Are opinions incompatible with REBT-CBT?

Posted by Rex Alexander on Mon 4 Mar 24 in Acceptance, Demanding, Events, Rating, ULA, UOA, USA |

Are opinions incompatible with REBT???

        What do you think?

When I said this awhile ago


 With REBT, once you “get it” that there is no reason why “X” must not be “X”, all you are left with is “X” is “X”, or Reality is Reality . . .”



A reader wanted to know if it means that we can never have opinions about anything.



Dr. Albert Ellis

Balderdash!  Dr. Ellis, for one, was hardly  Pollyanna when  expressing his opinions!   However, it  is a matter of sequence, isn’t it?  You are “allowed” to have opinions and judgments about reality. But accepting the fact that reality exists (X = X, it is what it is) always comes first.



 Acceptance is the soft underbelly of REBT.” 
                                               ~Rex Alexander



Then you can choose how you want to think about it and deal with “it,” what Dr. Ellis termed “A” or the “Activating Event.”   Hopefully, your choice of how to deal with “A” will be rational and helpful, and will lead to behavior which is satisfying and rewarding. In REBT, we avoid judging the self, make our (rational) judgments evaluations about behavior instead.  However, even in our judgments about behavior, circumstances and events, we work to avoid awfulizing, over-generalizing, demanding, absolutism, and other exaggerations and distortions. We especially avoid rating the self as good or bad, and other forms of self-downing.  Still, that doesn’t mean that the objective is to become a “Moonie” and and react with a silly grin to whatever  is going on around us. Your deal little goldfish can placidly watch you get attacked with a claw hammer and not blink an eye (even if fish could blink!) However, we  don’t want to be goldfish, do we?  Or Moonies. Nor do we want to  attain the disconnect from emotions that Star Trek’s Mr. Spock did. Mr. Spock makes for great science fiction, a beloved character in a beloved show. More than that, his character raises delicious psychological, philosophical and existential questions. However, if there is indeed a Mr. Spock in the real world,  he is most likely  sociopath.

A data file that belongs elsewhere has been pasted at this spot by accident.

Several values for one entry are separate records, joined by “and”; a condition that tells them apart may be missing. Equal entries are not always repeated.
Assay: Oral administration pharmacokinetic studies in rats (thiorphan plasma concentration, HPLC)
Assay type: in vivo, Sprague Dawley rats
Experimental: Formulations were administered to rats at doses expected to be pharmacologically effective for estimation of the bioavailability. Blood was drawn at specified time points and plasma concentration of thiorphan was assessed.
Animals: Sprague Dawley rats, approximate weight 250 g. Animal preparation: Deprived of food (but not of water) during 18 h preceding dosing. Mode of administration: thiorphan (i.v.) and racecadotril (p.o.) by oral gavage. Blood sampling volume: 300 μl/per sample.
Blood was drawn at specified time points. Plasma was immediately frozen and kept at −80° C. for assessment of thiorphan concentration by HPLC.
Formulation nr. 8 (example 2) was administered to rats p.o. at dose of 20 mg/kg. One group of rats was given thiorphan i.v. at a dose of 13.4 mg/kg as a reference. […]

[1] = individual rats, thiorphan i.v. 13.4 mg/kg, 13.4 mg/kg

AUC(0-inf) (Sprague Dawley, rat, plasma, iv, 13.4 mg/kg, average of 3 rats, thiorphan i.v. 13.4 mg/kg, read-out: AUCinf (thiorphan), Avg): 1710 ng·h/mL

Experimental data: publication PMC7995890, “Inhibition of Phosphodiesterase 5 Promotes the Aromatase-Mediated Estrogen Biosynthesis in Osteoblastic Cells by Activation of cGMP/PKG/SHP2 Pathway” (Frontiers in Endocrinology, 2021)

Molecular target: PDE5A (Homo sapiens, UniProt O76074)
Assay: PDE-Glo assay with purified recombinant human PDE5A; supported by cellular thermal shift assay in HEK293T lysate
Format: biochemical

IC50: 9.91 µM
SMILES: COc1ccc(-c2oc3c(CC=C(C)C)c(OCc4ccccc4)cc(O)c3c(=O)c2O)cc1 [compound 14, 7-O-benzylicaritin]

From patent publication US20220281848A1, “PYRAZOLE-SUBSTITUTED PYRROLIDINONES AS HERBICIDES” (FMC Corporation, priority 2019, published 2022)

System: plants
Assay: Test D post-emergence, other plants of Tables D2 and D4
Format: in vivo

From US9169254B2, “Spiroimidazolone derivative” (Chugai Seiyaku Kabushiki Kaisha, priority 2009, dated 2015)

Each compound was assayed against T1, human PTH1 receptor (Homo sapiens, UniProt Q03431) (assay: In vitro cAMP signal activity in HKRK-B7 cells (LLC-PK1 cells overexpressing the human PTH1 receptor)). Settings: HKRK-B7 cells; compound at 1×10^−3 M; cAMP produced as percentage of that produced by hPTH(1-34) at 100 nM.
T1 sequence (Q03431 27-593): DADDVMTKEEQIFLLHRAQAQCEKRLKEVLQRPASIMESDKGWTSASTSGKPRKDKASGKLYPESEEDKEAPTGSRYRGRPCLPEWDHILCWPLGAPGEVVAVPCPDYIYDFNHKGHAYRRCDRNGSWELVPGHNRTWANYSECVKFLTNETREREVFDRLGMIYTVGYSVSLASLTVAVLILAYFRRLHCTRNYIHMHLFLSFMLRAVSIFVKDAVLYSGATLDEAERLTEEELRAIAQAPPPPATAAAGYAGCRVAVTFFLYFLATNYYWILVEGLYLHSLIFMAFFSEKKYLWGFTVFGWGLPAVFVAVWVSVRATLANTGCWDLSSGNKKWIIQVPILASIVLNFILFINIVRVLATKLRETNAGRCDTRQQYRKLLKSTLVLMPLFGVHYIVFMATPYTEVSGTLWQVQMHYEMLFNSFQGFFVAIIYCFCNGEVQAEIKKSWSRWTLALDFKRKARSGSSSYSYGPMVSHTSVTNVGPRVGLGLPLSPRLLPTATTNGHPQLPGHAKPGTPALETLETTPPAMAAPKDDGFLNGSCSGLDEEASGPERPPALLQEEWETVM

Balance is the key.


Khon Kaen, Thailand


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Originally posted 2013-04-20 18:13:40.

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